Devon Headen

Department: Wallace H. Coulter Department of Biomedical Engineering

Graduate Program: BioEngineering

Advisor: Andrés García, PhD

Lab Website

Research Summary:

Type I diabetes results from the death of islets of Langerhans, or cell clusters in the pancreas, and results in poorly controlled blood glucose. I am engineering a materials approach to minimize or eliminate the need for immunosuppression after islet cell transplantation, while simultaneously providing factors to improve engraftment of transplants.

I am interested in finding engineering solutions to biological problems. Currently, I am attempting to produce on-chip microfluidic encapsulation of pancreatic islets in non-degradable hydrogels. It is expected that the non-degradable hydrogel capsule will provide immunoprotection in allogeneic islet transplants, leading to reduction or elimination of the need for immunosuppression in transplant recipients. Additionally, the microcapsules will be suspended in a 3D matrix containing MSCs and biological factors intended to promote islet engraftment and survival. So far, I have successfully encapsulated single cells in a PEG-MAL microgel and have observed the maintenance of viability in culture over 7 days.


In 2011, I graduated from Virginia Tech with a BS degree in Mechanical Engineering. During my senior year, I was introduced to the interdisciplinary field of Bioengineering through Dr. Bahareh Behkam's MicroN BASE Lab and helped to lay the groundwork for the conceptual field of bacterially actuated microstructures. My efforts led to a second author publication, "Effect of body shape on the motile behavior of bacteria-powered swimming microrobots (BacteriaBots)." Additionally, I presented my work at the IEEE EBMC 2012 conference.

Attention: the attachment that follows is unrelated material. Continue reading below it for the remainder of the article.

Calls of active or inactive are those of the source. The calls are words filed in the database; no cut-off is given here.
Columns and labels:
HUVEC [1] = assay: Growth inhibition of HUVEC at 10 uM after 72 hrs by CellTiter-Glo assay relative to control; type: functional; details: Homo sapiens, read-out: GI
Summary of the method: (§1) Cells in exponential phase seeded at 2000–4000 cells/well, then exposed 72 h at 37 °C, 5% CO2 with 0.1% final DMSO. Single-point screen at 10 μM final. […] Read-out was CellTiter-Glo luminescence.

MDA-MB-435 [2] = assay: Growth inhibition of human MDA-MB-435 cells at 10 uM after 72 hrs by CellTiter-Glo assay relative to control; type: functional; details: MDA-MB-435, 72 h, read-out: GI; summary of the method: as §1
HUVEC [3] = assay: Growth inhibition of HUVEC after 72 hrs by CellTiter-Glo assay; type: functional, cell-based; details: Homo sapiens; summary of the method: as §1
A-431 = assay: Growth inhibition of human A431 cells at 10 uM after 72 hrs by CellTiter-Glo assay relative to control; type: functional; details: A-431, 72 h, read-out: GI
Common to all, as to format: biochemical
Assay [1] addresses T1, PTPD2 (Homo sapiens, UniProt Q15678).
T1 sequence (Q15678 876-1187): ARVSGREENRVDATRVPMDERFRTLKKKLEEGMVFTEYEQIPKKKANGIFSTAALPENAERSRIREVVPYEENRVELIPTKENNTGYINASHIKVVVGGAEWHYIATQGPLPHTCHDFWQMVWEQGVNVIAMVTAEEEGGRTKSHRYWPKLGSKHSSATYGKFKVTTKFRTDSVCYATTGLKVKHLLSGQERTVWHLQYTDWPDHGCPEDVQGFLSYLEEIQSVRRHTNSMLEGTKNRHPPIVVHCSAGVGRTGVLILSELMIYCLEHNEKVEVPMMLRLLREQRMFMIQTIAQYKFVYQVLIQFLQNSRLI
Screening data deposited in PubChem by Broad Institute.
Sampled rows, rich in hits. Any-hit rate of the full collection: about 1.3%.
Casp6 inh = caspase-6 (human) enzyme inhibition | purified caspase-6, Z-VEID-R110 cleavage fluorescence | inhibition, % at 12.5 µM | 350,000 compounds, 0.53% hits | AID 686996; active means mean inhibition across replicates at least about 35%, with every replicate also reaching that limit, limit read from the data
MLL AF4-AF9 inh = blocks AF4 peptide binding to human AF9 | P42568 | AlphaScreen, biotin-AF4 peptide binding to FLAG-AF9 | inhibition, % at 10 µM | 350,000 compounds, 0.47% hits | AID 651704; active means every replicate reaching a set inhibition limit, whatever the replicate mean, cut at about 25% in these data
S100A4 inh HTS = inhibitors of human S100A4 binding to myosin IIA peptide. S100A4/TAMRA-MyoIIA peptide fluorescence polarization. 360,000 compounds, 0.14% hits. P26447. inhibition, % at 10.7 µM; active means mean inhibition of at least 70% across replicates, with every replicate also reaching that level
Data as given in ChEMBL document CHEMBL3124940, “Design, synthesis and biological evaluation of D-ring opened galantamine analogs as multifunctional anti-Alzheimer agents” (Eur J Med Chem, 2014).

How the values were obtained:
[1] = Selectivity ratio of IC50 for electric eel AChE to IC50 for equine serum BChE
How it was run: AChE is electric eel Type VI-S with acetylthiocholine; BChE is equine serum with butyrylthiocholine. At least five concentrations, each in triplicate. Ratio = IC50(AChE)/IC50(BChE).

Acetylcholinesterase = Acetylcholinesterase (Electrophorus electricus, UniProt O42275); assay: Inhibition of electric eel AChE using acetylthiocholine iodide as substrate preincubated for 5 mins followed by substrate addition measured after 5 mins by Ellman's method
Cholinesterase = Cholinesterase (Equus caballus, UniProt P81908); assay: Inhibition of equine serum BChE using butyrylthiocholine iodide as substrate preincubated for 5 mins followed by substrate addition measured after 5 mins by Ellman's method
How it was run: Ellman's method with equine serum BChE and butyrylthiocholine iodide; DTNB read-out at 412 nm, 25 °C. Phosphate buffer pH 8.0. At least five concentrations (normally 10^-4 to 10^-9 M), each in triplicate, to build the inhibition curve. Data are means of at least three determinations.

Although uncertain about my research concentration as a graduate student, I applied to graduate programs with the intention of applying my knowledge of mechanical engineering to solve biomedical problems. In 2011, I join the Garcia Lab at Georgia Tech studying the modulation of immune response in transplanted islets using engineered materials. I was awarded the NSF Stem Cell Biomanufacturing IGERT, and began researching the potent immunomodulatory effects of MSCs to further limit the rejection response at the sight of islet transplants, beyond what is capable with a physical barrier.

Related News
Effect of body shape on the motile behavior of bacteria-powered swimming microrobots
Related Publications
HUVEC biocompatibility and platelet activation of segmented polyurethanes prepared with either glutathione or its amino acids as chain extenders Journal of Biomaterials Science, Polymer Edition Perales-Alcacio JL, Santa-Olalla Tapia J, Mojica-Cardoso C, Vargas-Coronado RF, Chan-Chan LH, Headen DM, García AJ, Cervantes-Uc JM, Cauich-Rodríguez JV